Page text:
"This must be the start of the process to restore trust in the sector."
The Charity Commission has launched an investigation into Save the Children’s handling of harassment claims against senior staff.
The announcement comes after the Women’s Equality Party protested and interrupted a board meeting so that branch leader and former Save the Children employee Alexia Pepper de Caires could force trustees to listen to her experiences.
Recording of Alexia storming the board room:
Alexia Pepper de Caires, former Save the Children employee and co-leader of the Women’s Equality Party Hackney branch, said:
“It is time that Save the Children understood what true accountability means, given their efforts to silence women at every step of this process. I and other women have been forced into the media spotlight and into the boardroom to show that valuing women is not an optional extra in 2018. There have been many opportunities for those involved in the mishandling of reports of sexual harassment to step down and ensure that Save the Children is a safe place for staff, which they have not taken.
“The Charity Commission are well placed to demand the changes that Save the Children should have been striving for themselves, particularly as they belong in the international development sector and advocate for accountability in other countries.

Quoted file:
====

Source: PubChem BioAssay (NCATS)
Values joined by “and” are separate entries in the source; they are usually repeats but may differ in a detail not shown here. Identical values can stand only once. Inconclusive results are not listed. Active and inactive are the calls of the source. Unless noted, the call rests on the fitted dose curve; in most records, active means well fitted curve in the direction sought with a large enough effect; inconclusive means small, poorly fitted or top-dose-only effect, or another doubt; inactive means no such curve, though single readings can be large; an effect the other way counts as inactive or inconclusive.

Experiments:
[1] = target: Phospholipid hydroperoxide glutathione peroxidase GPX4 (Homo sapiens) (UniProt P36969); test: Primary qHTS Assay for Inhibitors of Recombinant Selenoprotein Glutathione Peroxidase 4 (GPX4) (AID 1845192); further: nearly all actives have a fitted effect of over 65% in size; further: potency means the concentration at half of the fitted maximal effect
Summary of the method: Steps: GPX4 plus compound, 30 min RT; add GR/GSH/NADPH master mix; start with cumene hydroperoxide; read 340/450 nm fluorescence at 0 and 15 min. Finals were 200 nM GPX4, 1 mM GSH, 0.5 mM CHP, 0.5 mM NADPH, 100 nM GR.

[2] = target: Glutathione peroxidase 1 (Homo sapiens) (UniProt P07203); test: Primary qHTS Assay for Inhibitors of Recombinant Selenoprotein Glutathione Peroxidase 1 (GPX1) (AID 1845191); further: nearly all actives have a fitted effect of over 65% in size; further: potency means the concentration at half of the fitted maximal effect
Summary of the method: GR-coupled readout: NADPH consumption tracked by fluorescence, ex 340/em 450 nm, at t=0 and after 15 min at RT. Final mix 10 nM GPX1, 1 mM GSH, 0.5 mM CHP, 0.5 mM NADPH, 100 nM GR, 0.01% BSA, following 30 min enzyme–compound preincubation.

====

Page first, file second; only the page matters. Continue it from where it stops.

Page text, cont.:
“This inquiry gives the space for all women to contribute their experiences, particularly to ensure the most vulnerable women who I do not believe have yet been heard. Those who are not speaking publicly are those who have been the most affected by the institutional treatment of their reports, and I want to send them a message that we are listening.
“I continue to support the vital work of Save the Children and other organisations who fight for the rights for those who are exploited and mistreated all over the world.”
A Women’s Equality Party spokesperson said:
“Because of women like Alexia, the culture of cover-ups that was flourishing at NGOs and charities has been exposed.
“Instead of holding to account those responsible for wrongdoing, Save the Children and others made a misguided attempt to protect their reputations that let the perpetrators continue with impunity.
“Those who oversaw these abuses of power must take responsibility, starting with Alan Parker, but the problems go beyond any individual and we hope the Charity Commission investigation will be the start of the process of restoring confidence in the sector.
“These organisations cannot convincingly advocate for women’s rights in other countries if they cannot build a safe working environment for women employees at home.”